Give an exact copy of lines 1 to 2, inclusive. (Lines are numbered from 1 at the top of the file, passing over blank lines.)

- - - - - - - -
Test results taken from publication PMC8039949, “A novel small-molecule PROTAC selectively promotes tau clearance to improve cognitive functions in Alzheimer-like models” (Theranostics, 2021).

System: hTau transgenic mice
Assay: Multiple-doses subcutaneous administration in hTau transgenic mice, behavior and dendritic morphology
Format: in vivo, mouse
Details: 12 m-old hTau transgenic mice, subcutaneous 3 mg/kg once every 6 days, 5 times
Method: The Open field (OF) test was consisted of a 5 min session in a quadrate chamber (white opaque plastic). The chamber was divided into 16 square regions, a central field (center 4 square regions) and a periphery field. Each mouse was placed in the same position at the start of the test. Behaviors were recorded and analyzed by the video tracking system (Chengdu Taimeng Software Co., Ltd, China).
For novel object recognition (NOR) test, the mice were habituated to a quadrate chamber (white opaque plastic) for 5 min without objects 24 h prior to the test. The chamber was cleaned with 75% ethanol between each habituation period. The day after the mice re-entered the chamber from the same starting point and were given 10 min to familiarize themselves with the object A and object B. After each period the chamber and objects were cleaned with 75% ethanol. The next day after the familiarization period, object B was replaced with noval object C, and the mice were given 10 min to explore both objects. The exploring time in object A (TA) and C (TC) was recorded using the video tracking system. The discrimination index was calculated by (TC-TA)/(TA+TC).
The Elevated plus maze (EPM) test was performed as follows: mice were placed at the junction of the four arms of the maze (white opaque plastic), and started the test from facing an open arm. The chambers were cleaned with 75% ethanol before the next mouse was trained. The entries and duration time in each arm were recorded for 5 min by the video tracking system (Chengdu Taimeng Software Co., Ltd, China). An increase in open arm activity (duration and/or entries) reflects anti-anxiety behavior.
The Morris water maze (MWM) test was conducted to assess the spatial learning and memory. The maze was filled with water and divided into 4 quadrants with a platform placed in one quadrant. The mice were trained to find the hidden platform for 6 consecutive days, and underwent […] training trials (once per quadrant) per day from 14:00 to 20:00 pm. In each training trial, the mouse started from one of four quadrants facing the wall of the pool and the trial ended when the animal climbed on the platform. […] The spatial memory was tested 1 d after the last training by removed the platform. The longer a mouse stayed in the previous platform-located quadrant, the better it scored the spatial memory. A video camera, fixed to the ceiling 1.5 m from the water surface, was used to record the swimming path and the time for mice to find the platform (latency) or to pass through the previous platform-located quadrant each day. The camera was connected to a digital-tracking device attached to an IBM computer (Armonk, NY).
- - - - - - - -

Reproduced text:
Test results taken from publication PMC8039949, “A novel small-molecule PROTAC selectively promotes tau clearance to improve cognitive functions in Alzheimer-like models” (Theranostics, 2021).

System: hTau transgenic mice